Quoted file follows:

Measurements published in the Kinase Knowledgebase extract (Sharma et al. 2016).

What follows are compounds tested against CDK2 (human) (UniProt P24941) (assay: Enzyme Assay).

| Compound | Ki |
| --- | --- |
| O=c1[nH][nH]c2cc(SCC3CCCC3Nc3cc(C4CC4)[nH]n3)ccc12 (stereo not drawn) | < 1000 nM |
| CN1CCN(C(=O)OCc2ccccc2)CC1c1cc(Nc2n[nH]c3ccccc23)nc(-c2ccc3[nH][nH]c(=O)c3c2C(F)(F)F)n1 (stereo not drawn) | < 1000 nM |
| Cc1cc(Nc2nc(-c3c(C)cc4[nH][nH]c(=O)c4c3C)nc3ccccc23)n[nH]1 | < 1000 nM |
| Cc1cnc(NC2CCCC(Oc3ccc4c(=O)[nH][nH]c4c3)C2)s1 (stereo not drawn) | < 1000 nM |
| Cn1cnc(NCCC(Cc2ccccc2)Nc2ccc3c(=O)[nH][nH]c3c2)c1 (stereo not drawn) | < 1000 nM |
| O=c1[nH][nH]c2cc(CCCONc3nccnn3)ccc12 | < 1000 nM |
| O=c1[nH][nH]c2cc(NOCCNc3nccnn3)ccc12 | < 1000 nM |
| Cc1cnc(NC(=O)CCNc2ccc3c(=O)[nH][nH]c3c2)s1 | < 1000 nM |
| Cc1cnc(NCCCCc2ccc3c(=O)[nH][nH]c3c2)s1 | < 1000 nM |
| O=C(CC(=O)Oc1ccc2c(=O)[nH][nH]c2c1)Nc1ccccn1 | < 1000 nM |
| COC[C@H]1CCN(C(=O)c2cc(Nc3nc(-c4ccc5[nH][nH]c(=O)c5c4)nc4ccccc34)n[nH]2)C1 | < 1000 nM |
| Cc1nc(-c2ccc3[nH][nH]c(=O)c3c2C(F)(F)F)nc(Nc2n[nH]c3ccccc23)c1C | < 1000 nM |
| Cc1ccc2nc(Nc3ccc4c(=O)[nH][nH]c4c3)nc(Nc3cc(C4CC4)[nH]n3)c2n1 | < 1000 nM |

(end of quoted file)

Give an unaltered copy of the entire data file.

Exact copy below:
Measurements published in the Kinase Knowledgebase extract (Sharma et al. 2016).

What follows are compounds tested against CDK2 (human) (UniProt P24941) (assay: Enzyme Assay).

| Compound | Ki |
| --- | --- |
| O=c1[nH][nH]c2cc(SCC3CCCC3Nc3cc(C4CC4)[nH]n3)ccc12 (stereo not drawn) | < 1000 nM |
| CN1CCN(C(=O)OCc2ccccc2)CC1c1cc(Nc2n[nH]c3ccccc23)nc(-c2ccc3[nH][nH]c(=O)c3c2C(F)(F)F)n1 (stereo not drawn) | < 1000 nM |
| Cc1cc(Nc2nc(-c3c(C)cc4[nH][nH]c(=O)c4c3C)nc3ccccc23)n[nH]1 | < 1000 nM |
| Cc1cnc(NC2CCCC(Oc3ccc4c(=O)[nH][nH]c4c3)C2)s1 (stereo not drawn) | < 1000 nM |
| Cn1cnc(NCCC(Cc2ccccc2)Nc2ccc3c(=O)[nH][nH]c3c2)c1 (stereo not drawn) | < 1000 nM |
| O=c1[nH][nH]c2cc(CCCONc3nccnn3)ccc12 | < 1000 nM |
| O=c1[nH][nH]c2cc(NOCCNc3nccnn3)ccc12 | < 1000 nM |
| Cc1cnc(NC(=O)CCNc2ccc3c(=O)[nH][nH]c3c2)s1 | < 1000 nM |
| Cc1cnc(NCCCCc2ccc3c(=O)[nH][nH]c3c2)s1 | < 1000 nM |
| O=C(CC(=O)Oc1ccc2c(=O)[nH][nH]c2c1)Nc1ccccn1 | < 1000 nM |
| COC[C@H]1CCN(C(=O)c2cc(Nc3nc(-c4ccc5[nH][nH]c(=O)c5c4)nc4ccccc34)n[nH]2)C1 | < 1000 nM |
| Cc1nc(-c2ccc3[nH][nH]c(=O)c3c2C(F)(F)F)nc(Nc2n[nH]c3ccccc23)c1C | < 1000 nM |
| Cc1ccc2nc(Nc3ccc4c(=O)[nH][nH]c4c3)nc(Nc3cc(C4CC4)[nH]n3)c2n1 | < 1000 nM |